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Solak v. Doe

United States District Court, N.D. New York

February 2, 2017

JOHN SOLAK, Plaintiff,
v.
JOHN DOE, Defendant.

          FOR PLAINTIFF: DOUGLAS W. DRAZEN LAW OFFICE, DOUGLAS W. DRAZEN, ESQ.

          FOR DEFENDANT: NONE.

          REPORT AND RECOMMENDATION

          DAVID E. PEEBLES CHIEF U.S. MAGISTRATE JUDGE.

         This is an action brought by plaintiff John Solak against a corporation, Topix, LLC ("Topix"), and a John Doe defendant whose identity is unknown to plaintiff. Plaintiff's claims against Topix have been discontinued, leaving only his claims against defendant Doe. To date, plaintiff has not moved to substitute an identified individual as a defendant in place of defendant Doe. In addition, plaintiff has failed to comply with multiple court directives requiring that he file a status report in this matter. Based upon plaintiff's inaction and disregard for prior court orders, I recommend that his claims against defendant Doe be dismissed without prejudice.

         I. BACKGROUND

         Plaintiff commenced this action on or about April 1, 2016, in New York State Supreme Court. Dkt. Nos. 1, 2. Plaintiff's complaint alleges that defendant Doe published false statements concerning plaintiff's health to Topix Binghamton, an internet discussion forum operated by the former corporate defendant. See generally Dkt. No. 2. Plaintiff claims that the posting caused him to suffer mental anguish and emotional distress. Id.

         Following commencement of the action, Topix, a limited liability company incorporated in Delaware and with a principal place of business in California, removed the action to this court, asserting diversity of citizenship as a basis for the court's subject matter jurisdiction. Dkt. No. 1. On May 12, 2016, three days after removal of the action, Topix filed a motion to dismiss plaintiff's complaint. Dkt. No. 9. Prior to the determination of the motion, the parties filed a stipulation dismissing plaintiff's claims against Topix pursuant to Rule 41(a)(1)(A)(ii) of the Federal Rules of Civil Procedure. Dkt. No. 14.

         On June 3, 2016, I issued a text order directing plaintiff's counsel to file a report on or before June 17, 2016, advising the court concerning the status of plaintiff's efforts to identify defendant Doe and add him or her as a named party. Dkt. No. 17. In response, plaintiff's counsel timely filed a letter indicating that a subpoena would be served on Topix for information that may assist in identifying defendant Doe. Dkt. No. 18.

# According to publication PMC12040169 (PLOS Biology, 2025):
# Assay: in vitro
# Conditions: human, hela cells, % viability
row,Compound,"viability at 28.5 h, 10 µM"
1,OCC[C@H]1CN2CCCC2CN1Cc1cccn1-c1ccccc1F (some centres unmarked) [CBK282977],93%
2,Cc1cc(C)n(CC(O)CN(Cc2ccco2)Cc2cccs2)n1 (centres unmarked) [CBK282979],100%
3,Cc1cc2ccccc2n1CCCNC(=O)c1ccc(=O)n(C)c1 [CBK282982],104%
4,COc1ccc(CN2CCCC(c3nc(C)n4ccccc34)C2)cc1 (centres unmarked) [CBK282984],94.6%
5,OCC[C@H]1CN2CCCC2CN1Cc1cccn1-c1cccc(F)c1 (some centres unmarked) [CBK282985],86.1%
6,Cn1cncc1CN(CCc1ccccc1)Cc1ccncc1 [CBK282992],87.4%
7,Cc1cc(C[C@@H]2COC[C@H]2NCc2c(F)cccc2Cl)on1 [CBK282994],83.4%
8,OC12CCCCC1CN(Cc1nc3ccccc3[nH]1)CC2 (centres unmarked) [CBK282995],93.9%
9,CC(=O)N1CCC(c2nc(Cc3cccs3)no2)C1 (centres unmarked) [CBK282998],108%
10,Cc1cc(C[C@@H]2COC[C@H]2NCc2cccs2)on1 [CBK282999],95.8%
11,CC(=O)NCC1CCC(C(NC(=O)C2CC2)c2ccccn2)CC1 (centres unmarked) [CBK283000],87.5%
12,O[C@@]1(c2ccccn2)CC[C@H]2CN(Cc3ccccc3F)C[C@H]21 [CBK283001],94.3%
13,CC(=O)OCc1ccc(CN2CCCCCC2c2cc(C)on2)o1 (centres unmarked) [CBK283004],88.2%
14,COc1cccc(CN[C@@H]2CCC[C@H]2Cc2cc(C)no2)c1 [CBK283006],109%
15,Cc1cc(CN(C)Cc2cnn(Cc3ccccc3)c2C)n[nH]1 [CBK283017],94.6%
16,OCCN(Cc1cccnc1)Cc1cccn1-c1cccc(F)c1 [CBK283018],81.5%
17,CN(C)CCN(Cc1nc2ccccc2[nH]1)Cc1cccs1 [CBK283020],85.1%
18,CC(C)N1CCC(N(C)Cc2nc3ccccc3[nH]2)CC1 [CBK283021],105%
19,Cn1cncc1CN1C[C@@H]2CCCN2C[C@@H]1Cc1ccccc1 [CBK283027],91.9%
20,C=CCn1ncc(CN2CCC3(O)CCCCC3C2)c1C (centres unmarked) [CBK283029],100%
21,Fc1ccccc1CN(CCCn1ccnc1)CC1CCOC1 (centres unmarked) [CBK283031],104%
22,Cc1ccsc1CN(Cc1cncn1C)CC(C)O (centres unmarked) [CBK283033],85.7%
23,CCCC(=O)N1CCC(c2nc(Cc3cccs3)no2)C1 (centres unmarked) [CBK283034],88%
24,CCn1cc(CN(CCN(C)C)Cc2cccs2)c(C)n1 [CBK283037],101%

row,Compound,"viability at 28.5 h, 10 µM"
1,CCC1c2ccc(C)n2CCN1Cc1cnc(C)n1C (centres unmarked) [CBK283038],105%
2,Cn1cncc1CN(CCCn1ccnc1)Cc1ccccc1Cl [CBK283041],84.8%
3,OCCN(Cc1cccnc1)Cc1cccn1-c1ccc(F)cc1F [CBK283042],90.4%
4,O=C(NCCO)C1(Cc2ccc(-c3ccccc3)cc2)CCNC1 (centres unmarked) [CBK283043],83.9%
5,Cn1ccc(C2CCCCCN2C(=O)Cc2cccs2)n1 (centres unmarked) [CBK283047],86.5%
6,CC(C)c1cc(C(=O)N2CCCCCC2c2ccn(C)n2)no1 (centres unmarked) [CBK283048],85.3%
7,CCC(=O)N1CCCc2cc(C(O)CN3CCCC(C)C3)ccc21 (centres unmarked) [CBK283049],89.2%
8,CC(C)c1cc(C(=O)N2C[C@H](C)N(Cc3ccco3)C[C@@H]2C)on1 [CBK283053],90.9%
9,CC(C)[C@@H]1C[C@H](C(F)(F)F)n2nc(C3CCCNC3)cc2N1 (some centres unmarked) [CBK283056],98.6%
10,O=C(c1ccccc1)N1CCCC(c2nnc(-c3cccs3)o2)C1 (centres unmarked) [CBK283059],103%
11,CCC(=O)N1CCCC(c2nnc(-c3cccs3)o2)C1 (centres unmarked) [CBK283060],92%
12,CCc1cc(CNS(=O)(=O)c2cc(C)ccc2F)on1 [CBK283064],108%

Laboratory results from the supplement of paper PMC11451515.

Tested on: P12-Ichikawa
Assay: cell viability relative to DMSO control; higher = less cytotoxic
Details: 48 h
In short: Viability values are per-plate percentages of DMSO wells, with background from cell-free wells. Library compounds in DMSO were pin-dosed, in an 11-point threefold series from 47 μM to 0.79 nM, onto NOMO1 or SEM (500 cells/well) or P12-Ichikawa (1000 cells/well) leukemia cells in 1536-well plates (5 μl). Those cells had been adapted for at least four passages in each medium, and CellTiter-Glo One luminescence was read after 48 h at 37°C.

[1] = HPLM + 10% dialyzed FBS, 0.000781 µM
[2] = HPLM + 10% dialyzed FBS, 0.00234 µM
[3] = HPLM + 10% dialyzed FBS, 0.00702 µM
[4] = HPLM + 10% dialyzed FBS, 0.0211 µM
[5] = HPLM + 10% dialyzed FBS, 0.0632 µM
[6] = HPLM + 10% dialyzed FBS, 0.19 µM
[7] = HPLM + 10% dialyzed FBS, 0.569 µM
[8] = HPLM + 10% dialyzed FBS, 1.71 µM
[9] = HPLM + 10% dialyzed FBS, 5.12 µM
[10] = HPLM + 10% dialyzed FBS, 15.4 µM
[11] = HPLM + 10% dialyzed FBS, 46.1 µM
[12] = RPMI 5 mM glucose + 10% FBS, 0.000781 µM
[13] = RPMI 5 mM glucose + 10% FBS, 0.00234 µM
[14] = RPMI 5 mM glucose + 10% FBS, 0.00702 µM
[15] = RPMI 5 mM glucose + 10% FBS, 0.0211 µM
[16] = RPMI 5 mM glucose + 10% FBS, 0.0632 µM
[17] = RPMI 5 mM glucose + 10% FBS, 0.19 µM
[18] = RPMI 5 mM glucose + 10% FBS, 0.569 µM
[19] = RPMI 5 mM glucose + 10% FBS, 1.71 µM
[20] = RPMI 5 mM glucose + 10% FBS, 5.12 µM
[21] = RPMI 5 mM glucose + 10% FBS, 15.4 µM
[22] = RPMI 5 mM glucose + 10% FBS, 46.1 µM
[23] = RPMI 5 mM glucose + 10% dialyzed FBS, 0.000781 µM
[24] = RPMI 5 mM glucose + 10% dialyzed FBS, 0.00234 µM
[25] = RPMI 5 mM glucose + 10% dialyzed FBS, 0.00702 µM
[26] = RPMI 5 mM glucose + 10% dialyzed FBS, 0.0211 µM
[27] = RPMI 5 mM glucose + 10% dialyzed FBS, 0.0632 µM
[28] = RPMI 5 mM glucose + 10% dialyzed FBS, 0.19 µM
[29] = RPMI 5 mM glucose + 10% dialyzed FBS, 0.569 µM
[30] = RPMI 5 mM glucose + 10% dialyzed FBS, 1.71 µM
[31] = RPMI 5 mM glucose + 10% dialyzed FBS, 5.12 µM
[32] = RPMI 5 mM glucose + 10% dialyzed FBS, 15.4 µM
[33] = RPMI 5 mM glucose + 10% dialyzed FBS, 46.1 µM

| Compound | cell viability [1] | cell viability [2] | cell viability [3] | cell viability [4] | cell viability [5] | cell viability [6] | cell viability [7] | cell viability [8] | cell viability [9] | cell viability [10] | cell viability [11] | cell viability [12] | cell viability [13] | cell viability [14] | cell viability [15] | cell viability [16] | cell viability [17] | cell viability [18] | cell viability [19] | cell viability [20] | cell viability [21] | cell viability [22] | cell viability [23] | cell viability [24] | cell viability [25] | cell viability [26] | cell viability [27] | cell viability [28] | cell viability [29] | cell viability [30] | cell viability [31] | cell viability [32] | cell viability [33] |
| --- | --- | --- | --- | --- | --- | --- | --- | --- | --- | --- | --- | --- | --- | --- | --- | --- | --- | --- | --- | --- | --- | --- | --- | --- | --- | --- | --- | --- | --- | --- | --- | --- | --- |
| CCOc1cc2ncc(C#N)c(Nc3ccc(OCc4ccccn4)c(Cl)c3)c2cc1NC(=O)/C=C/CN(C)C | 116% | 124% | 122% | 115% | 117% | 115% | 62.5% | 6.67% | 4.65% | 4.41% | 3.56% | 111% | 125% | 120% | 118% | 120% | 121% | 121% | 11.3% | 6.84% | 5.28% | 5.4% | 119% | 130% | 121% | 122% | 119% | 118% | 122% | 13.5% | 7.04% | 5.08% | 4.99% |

Upon receipt of plaintiff's status report, I issued a second text order, dated June 17, 2016, requiring plaintiff to file a further report with the court concerning his efforts to identify defendant Doe on or before July 18, 2016. Dkt. No. 19. In compliance with that order, plaintiff filed a status report on July 18, 2016, advising that he served the subpoenas referenced in his earlier status report, and that he anticipated he would be receiving information that would allow for the identification of defendant Doe. Dkt. No. 20.

         On July 19, 2016, plaintiff was directed by the court to file a further status report on or before September 19, 2016. Dkt. No. 21. After plaintiff failed to comply with that order, I issued another text order dated October 13, 2016, again requiring a status report to be filed by October 14, 2016. Dkt. No. 22. On October 31, 2016, more than two weeks after the court's deadline, plaintiff filed a status report informing the court that the information he had received as a result of the subpoenas was not particularly fruitful with respect to defendant Doe's identity. Dkt. No. 23. As a result, counsel for plaintiff noted that he was "awaiting [his] client's decision whether to move forward" in the action. Id.

         On November 1, 2016, I issued a text order directing plaintiff's counsel "to file a further status report concerning the matter on or before November 30, 2016." Dkt. No. 24. On the date of the deadline, plaintiff's counsel informed the court by letter that "[t]here has been no change in status since the October 31, 2016 report." Dkt. No. 25.

         On December 8, 2016, the court issued an order informing plaintiff that, "[i]n the event [he] wishes to pursue the remaining claims in this action, he shall take steps to identify and join the Doe defendant in the action on or before January 31, 2017." Dkt. No. 26 at 4. To date, the court has not received any correspondence from plaintiff or his counsel regarding the status of the action or plaintiff's efforts to identify defendant Doe, nor has the plaintiff filed a motion to substitute an identified individual for defendant Doe.

         II. DISCUSSION

         Rule 41(b) of the Federal Rules of Civil Procedure provides that a court may, in its discretion, order dismissal of an action based on a plaintiff's failure to prosecute or comply with an order of the court.[1] Fed.R.Civ.P. 41(b); Baptiste v. Sommers, 768 F.3d 212, 216 (2d Cir. 2014); Rodriguez v. Goord, No. 04-CV-0358, 2007 WL 4246443, at *2 (N.D.N.Y. Nov. 27, 2007) (Scullin, J. adopting report and recommendation by Lowe, M.J.). That discretion should be exercised when necessary to "achieve the orderly and expeditious disposition of cases." Link v. Wabash R.R. Co., 370 U.S. 626, 630-31 (1962); see also Baptiste, 768 F.3d at 216-17 (reiterating that ...


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